More western U.S. wildfires in offing as temperatures rise

Posted: Jun 13, 2012

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Climate change will make wildfires in the western United States more frequent throughout the next three decades, according to a new report out today.

By 2100, almost all of North America and most of Europe will experience wildfires more often, the study said, as wildfires rage on in a number of states.

The study, published in the journal Ecosphere, looked at satellite-based fire cords and 16 climate change models. The international team of scientists that conducted the study found that wildfires will increase in several temperate zones because of rising temperatures.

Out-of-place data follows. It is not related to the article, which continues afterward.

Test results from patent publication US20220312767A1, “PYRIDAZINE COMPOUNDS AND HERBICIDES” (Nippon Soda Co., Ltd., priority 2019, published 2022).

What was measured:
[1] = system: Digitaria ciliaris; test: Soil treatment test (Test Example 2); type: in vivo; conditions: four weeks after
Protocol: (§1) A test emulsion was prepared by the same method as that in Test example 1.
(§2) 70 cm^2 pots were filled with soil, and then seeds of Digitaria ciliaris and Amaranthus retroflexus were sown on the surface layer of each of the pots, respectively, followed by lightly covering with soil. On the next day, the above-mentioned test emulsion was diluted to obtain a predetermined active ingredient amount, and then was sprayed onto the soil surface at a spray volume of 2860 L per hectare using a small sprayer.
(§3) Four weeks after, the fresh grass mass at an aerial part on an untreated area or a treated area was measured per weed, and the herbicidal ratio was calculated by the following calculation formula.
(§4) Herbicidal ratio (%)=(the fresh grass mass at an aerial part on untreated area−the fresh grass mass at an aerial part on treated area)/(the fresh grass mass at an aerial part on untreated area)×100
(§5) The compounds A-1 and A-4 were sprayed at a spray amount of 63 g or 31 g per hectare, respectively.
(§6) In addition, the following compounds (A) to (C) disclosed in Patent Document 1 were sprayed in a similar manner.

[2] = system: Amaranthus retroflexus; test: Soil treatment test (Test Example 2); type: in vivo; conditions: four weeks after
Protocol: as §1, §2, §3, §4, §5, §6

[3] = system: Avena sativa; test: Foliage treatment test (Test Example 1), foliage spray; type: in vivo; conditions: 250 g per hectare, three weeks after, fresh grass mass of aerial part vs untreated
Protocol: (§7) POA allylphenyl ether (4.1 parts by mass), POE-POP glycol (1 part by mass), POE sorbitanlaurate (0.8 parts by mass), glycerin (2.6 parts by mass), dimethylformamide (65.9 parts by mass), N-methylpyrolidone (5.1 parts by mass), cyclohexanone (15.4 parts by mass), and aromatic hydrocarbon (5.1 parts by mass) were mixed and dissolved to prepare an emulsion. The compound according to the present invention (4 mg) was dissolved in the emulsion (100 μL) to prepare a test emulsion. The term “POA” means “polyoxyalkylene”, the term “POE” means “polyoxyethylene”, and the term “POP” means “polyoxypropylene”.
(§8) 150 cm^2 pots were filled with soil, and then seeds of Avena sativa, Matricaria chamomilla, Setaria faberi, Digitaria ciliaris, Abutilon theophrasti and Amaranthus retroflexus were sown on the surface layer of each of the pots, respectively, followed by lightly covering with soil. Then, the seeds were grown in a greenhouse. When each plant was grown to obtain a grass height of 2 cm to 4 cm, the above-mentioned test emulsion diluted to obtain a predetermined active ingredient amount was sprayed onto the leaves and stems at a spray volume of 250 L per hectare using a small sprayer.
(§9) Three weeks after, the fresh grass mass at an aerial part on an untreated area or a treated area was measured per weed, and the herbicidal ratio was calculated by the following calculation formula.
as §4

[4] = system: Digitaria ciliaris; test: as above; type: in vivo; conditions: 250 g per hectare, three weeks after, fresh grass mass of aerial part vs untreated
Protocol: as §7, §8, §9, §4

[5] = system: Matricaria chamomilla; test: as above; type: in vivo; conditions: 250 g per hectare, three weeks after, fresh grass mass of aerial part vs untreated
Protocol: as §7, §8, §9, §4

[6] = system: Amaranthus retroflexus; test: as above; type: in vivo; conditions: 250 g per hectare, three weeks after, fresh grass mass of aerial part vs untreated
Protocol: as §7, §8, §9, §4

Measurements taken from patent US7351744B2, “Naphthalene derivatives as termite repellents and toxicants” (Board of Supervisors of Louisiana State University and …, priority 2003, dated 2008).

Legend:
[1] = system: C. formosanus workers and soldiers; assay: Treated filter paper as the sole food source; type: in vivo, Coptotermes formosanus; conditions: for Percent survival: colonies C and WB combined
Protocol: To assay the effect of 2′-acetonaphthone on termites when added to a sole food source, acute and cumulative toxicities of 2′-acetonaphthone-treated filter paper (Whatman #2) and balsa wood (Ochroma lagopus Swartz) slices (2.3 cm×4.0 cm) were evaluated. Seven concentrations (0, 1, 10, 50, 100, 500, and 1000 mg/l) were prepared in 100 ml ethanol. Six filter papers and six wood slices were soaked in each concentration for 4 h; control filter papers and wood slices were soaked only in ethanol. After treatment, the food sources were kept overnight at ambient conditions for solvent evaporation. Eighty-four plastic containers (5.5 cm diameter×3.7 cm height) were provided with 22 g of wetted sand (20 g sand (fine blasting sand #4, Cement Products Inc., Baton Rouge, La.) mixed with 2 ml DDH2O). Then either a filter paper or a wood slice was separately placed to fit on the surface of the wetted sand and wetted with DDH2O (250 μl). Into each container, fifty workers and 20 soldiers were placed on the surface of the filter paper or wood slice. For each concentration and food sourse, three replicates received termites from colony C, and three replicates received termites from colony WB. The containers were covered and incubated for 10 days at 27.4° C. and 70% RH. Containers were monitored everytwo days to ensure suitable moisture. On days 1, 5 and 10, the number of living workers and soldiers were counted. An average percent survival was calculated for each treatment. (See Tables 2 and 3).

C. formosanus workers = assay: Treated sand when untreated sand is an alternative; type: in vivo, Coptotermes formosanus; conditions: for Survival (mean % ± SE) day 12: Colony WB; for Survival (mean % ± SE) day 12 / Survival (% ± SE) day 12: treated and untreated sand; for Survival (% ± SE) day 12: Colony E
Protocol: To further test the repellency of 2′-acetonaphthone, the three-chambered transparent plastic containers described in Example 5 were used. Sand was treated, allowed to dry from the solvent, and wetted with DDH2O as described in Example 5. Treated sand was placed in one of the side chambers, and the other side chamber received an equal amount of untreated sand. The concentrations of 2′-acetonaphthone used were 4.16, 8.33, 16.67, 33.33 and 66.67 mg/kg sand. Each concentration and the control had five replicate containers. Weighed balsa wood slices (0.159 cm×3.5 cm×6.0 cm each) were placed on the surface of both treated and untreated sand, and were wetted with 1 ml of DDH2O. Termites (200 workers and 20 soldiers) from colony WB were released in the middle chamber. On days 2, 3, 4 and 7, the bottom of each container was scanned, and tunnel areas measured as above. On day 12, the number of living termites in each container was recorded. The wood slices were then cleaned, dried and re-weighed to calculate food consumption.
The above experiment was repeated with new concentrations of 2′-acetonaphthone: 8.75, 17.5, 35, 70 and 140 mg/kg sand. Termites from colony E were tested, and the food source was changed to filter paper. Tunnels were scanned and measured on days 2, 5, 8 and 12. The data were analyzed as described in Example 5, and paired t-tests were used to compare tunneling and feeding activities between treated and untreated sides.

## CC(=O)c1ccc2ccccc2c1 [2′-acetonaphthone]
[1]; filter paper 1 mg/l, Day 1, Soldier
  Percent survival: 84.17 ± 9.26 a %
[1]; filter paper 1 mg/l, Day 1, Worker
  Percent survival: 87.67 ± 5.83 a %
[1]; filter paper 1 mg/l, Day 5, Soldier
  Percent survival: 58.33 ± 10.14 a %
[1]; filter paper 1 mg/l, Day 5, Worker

At the same time, fire risk may decrease around the equator because of increased rainfall.

"In the long run, we found what most fear -- increasing fire activity across large areas of the planet," said lead author Max Moritz, a scientist at the University of California, Berkeley. "But the speed and extent to which some of these changes may happen is surprising. These abrupt changes in fire patterns not only affect people's livelihoods, but also they add stress to native plants and animals that are already struggling to adapt to habitat loss."

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